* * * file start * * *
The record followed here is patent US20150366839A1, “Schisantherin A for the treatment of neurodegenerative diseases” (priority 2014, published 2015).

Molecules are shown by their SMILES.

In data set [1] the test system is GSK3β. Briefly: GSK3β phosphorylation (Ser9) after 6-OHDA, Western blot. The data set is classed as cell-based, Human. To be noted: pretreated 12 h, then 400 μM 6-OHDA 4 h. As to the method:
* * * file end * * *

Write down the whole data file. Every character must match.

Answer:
The record followed here is patent US20150366839A1, “Schisantherin A for the treatment of neurodegenerative diseases” (priority 2014, published 2015).

Molecules are shown by their SMILES.

In data set [1] the test system is GSK3β. Briefly: GSK3β phosphorylation (Ser9) after 6-OHDA, Western blot. The data set is classed as cell-based, Human. To be noted: pretreated 12 h, then 400 μM 6-OHDA 4 h. As to the method: